Inbox: Looking ahead to potential 2020 roster

Beat reporter T.R. Sullivan answers questions from fans

October 7th, 2019

Great response to my request for inbox questions. We will do this again next week, so send those questions to [email protected]. Sorry we couldn’t get to every question.

Who would you identify as the core of this team going forward?
-- Dennis G. Garland, Texas

, and . As far as position players, the Rangers don’t appear to be in position to identify any core players with the possible exception being . Look, the Rangers still have a high regard for their young talent. But it’s clear the club will consider everything this winter, whether a player has been a part of the “core” in the past or not.

The most intriguing move could come if they must decide between and . That may end up being their toughest decision this winter, and they will definitely gauge interest from other teams in both players.

I know is the most coveted third baseman this offseason, but why not pay him what he wants and then sign some one-year deals on and ?
-- Nate D. Las Vegas

Rendon would be great, but the Rangers aren’t going to be interested in him or any other free agent that wants more than a five-year deal. will likely be the last player signed by the Rangers to a contract longer than five years. That’s why could be an inviting target for the Rangers, as opposed to Pineda, who is serving a suspension and won’t be an inviting target for anybody. Wood, on the other hand, is intriguing.

I understand that you don’t want to rush and mess up the development of a prized prospect. But any chance that Cole Winn or Hans Crouse make their Major League debuts next season?
-- Hermant P. Cary, N.C.

Crouse and Winn, the Rangers' Nos. 3 and 4 prospects, respectively (per MLB Pipeline), were at Class A Hickory last season, and they may not have seen all there is to see in the great state of North Carolina. How about starting next season at Class A Down East and maybe -- just maybe -- get to Double A Frisco. There is also another stop at Triple-A Nashville. Fascinating town. Check out Ken Burns’ latest documentary on country music. No young pitcher should miss out on the complete Nashville experience. That includes (No. 6 prospect), and (No. 7 prospect).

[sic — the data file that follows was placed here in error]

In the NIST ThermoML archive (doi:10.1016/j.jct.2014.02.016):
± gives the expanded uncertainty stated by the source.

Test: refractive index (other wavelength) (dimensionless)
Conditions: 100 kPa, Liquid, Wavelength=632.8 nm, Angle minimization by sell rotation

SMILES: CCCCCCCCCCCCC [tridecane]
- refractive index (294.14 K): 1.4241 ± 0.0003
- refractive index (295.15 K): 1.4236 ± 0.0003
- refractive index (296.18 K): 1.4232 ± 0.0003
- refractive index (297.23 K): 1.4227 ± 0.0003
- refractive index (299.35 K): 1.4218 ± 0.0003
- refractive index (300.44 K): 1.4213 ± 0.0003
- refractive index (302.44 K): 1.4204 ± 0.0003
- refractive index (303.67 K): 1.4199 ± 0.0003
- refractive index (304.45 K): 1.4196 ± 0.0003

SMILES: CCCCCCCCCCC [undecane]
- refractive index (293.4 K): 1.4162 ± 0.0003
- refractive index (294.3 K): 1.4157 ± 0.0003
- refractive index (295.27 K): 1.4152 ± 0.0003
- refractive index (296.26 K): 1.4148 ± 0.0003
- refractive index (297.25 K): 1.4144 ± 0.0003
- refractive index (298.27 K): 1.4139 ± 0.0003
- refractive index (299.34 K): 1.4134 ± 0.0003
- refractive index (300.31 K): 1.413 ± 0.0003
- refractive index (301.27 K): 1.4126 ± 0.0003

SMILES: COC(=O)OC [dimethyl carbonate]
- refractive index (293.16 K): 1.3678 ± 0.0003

Why not go after as an alternative to ?
-- Robert H. San Antonio

Wieters, once considered Buster Posey’s equal, has declined defensively, although Nationals pitchers liked throwing to him. He does offer more offense than Mathis. Best way to put it is, he is an alternative but doesn’t solve all problems.

How much legitimacy is there in the Rangers being a potential trade partner for the Cubs and ? Do we have the firepower to pull off a trade of that magnitude?
-- Josh T. Mansfield, Texas

The Cubs appear willing to talk about their “core” players, and Bryant is in that group. But the Cubs need to address starting pitching, center field and second base. Hard to see the Cubs biting on or . It would be interesting to see what the Cubs would do if the Rangers offered Gallo. Which club would be willing to do it straight up, or would one have to sweeten the deal?

Infielder showed a lot of promise, so do you think he could start outright or Odor continues to start? Or, do you think a platoon between the two is more likely?
-- Sawyer S. Forney, Texas

Odor goes into Spring Training as the starter, but next season rosters are expanded to 26 players with a limit of 13 pitchers. That means there could be a meaningful role for Solak as a right-handed hitter who can play multiple positions. That would be a good way to ease him into a more significant role.

I like the emphasis on finding a top-notch third baseman and adding quality starting pitching, but the Rangers' strongest teams also had Jim Sundberg and Pudge Rodriguez. Why aren't the Rangers placing more emphasis on finding an ace catcher?
-- Rich O. Alpharetta, Ga.

The Rangers have tried hard. They put much emphasis on it, but some high draft picks didn’t work out and some key international signings have yet to pay off. The Rangers are making progress. is close to being an everyday catcher, and Sam Huff, the Rangers' No. 2 prospect, is a couple of years away from being an impact rookie. They also had David Garcia, 19, at Class A Spokane. He has a chance to be something special. The Rangers would love for Matt Whatley to hit because he is excellent behind the plate.

So with the passage of Globe Life Park and its natural turf for the past 26 years to Globe Life Field with no genuine field but acres of artificial turf, what happens to the scores of good folks on the Rangers’ ground crew?
-- Bob V. Plano, Texas

Dennis Klein and his crew are as valuable as ever, and they are moving across the street. George Toma of Kansas City is considered the greatest groundskeeper ever, and he spent most of his career tending artificial surfaces at Arrowhead and Kauffman Stadiums. Toma said a good crew can double the life of an artificial surface.